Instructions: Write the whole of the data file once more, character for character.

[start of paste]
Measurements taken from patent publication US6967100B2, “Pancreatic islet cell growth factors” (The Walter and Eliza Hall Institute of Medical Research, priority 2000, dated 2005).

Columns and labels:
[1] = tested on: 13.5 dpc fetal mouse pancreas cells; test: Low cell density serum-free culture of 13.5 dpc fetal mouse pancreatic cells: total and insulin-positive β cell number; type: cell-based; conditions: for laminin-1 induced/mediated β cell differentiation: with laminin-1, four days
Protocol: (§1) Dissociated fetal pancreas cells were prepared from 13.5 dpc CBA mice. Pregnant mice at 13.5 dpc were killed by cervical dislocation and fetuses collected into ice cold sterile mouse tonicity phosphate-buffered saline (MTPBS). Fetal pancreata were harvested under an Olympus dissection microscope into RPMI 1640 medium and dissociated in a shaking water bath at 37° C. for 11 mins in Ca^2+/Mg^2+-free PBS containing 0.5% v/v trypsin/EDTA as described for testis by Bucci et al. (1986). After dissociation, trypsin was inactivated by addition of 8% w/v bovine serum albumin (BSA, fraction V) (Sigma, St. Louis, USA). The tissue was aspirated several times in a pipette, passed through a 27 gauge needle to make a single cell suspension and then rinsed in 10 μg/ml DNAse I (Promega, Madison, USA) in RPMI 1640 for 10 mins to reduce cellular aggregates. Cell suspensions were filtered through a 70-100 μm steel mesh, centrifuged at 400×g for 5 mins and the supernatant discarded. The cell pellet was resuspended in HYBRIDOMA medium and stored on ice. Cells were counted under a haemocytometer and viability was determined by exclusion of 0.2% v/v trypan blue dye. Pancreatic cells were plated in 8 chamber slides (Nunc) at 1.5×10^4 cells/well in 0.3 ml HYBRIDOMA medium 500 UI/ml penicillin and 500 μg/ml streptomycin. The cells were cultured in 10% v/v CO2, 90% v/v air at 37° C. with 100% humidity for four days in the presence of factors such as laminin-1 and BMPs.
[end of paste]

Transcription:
Measurements taken from patent publication US6967100B2, “Pancreatic islet cell growth factors” (The Walter and Eliza Hall Institute of Medical Research, priority 2000, dated 2005).

Columns and labels:
[1] = tested on: 13.5 dpc fetal mouse pancreas cells; test: Low cell density serum-free culture of 13.5 dpc fetal mouse pancreatic cells: total and insulin-positive β cell number; type: cell-based; conditions: for laminin-1 induced/mediated β cell differentiation: with laminin-1, four days
Protocol: (§1) Dissociated fetal pancreas cells were prepared from 13.5 dpc CBA mice. Pregnant mice at 13.5 dpc were killed by cervical dislocation and fetuses collected into ice cold sterile mouse tonicity phosphate-buffered saline (MTPBS). Fetal pancreata were harvested under an Olympus dissection microscope into RPMI 1640 medium and dissociated in a shaking water bath at 37° C. for 11 mins in Ca^2+/Mg^2+-free PBS containing 0.5% v/v trypsin/EDTA as described for testis by Bucci et al. (1986). After dissociation, trypsin was inactivated by addition of 8% w/v bovine serum albumin (BSA, fraction V) (Sigma, St. Louis, USA). The tissue was aspirated several times in a pipette, passed through a 27 gauge needle to make a single cell suspension and then rinsed in 10 μg/ml DNAse I (Promega, Madison, USA) in RPMI 1640 for 10 mins to reduce cellular aggregates. Cell suspensions were filtered through a 70-100 μm steel mesh, centrifuged at 400×g for 5 mins and the supernatant discarded. The cell pellet was resuspended in HYBRIDOMA medium and stored on ice. Cells were counted under a haemocytometer and viability was determined by exclusion of 0.2% v/v trypan blue dye. Pancreatic cells were plated in 8 chamber slides (Nunc) at 1.5×10^4 cells/well in 0.3 ml HYBRIDOMA medium 500 UI/ml penicillin and 500 μg/ml streptomycin. The cells were cultured in 10% v/v CO2, 90% v/v air at 37° C. with 100% humidity for four days in the presence of factors such as laminin-1 and BMPs.